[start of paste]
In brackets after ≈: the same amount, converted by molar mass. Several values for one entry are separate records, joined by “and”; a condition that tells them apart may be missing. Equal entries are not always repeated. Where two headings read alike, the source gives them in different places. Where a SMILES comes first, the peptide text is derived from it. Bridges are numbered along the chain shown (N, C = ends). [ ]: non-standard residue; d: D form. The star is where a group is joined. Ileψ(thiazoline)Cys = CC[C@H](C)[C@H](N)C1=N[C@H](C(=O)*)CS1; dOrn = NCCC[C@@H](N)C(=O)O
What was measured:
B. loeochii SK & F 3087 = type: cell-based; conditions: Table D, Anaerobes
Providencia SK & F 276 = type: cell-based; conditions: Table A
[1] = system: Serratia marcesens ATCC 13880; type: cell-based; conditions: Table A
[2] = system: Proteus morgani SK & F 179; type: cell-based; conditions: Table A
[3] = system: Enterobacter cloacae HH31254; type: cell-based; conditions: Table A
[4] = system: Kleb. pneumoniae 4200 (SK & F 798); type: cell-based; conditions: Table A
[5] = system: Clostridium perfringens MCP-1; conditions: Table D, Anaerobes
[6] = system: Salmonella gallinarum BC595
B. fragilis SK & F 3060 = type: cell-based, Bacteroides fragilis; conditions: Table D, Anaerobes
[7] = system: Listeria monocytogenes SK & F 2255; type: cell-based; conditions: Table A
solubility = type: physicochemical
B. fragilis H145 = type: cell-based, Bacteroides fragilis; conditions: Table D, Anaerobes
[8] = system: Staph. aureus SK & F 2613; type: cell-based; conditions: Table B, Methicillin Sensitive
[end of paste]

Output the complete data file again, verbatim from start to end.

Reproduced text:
In brackets after ≈: the same amount, converted by molar mass. Several values for one entry are separate records, joined by “and”; a condition that tells them apart may be missing. Equal entries are not always repeated. Where two headings read alike, the source gives them in different places. Where a SMILES comes first, the peptide text is derived from it. Bridges are numbered along the chain shown (N, C = ends). [ ]: non-standard residue; d: D form. The star is where a group is joined. Ileψ(thiazoline)Cys = CC[C@H](C)[C@H](N)C1=N[C@H](C(=O)*)CS1; dOrn = NCCC[C@@H](N)C(=O)O
What was measured:
B. loeochii SK & F 3087 = type: cell-based; conditions: Table D, Anaerobes
Providencia SK & F 276 = type: cell-based; conditions: Table A
[1] = system: Serratia marcesens ATCC 13880; type: cell-based; conditions: Table A
[2] = system: Proteus morgani SK & F 179; type: cell-based; conditions: Table A
[3] = system: Enterobacter cloacae HH31254; type: cell-based; conditions: Table A
[4] = system: Kleb. pneumoniae 4200 (SK & F 798); type: cell-based; conditions: Table A
[5] = system: Clostridium perfringens MCP-1; conditions: Table D, Anaerobes
[6] = system: Salmonella gallinarum BC595
B. fragilis SK & F 3060 = type: cell-based, Bacteroides fragilis; conditions: Table D, Anaerobes
[7] = system: Listeria monocytogenes SK & F 2255; type: cell-based; conditions: Table A
solubility = type: physicochemical
B. fragilis H145 = type: cell-based, Bacteroides fragilis; conditions: Table D, Anaerobes
[8] = system: Staph. aureus SK & F 2613; type: cell-based; conditions: Table B, Methicillin Sensitive